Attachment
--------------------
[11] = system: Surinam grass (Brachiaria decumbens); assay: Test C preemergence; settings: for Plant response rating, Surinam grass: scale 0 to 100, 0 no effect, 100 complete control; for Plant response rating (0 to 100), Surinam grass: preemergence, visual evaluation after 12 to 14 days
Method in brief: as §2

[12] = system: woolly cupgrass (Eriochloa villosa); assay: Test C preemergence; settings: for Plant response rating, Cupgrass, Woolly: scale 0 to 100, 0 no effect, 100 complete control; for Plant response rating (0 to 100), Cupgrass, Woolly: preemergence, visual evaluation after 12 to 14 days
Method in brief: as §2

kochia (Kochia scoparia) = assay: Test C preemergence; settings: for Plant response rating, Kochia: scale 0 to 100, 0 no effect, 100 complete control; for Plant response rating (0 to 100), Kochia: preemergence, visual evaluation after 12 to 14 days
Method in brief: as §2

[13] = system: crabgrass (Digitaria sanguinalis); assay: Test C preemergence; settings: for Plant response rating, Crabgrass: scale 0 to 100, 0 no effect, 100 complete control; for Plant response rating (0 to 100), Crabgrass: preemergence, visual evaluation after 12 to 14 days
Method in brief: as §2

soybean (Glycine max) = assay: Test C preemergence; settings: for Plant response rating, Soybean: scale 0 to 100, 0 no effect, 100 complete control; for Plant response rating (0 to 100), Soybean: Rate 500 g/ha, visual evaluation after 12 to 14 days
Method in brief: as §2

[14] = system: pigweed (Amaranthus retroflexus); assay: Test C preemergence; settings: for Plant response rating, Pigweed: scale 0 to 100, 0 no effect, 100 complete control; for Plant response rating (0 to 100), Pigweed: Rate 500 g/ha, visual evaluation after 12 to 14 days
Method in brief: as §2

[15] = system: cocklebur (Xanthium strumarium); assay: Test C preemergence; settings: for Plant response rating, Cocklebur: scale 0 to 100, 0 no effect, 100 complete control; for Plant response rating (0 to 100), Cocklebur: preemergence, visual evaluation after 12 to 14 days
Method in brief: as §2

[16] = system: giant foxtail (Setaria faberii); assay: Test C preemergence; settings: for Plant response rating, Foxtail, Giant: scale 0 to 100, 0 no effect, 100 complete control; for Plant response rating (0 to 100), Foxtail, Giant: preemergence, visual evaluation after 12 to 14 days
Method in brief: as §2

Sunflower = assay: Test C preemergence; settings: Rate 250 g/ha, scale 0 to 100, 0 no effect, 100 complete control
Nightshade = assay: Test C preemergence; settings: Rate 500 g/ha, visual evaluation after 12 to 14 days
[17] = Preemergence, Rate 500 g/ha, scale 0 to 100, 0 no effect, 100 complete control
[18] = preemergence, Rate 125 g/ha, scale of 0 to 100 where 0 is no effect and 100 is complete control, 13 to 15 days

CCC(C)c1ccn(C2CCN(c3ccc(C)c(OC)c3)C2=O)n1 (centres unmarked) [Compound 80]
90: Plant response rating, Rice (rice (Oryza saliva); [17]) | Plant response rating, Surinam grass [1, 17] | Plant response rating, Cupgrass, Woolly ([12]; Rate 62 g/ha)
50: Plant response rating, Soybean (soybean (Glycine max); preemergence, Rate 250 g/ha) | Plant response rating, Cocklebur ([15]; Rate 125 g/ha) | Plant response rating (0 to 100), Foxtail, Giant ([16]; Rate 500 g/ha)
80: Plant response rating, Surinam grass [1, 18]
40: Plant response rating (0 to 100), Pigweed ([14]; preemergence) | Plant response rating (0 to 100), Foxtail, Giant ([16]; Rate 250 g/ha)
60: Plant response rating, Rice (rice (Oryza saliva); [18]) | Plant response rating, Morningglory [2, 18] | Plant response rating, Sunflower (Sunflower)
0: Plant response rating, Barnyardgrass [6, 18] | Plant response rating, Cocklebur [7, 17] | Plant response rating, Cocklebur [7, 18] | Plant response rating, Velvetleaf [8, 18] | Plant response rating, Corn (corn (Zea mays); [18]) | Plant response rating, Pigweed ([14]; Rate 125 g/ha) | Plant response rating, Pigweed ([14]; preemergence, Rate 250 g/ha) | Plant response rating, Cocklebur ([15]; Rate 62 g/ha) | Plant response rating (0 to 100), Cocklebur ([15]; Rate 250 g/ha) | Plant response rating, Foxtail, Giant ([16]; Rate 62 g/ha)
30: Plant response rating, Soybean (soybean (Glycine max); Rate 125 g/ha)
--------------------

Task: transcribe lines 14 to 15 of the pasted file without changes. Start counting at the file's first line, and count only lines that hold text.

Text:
Method in brief: as §2

[16] = system: giant foxtail (Setaria faberii); assay: Test C preemergence; settings: for Plant response rating, Foxtail, Giant: scale 0 to 100, 0 no effect, 100 complete control; for Plant response rating (0 to 100), Foxtail, Giant: preemergence, visual evaluation after 12 to 14 days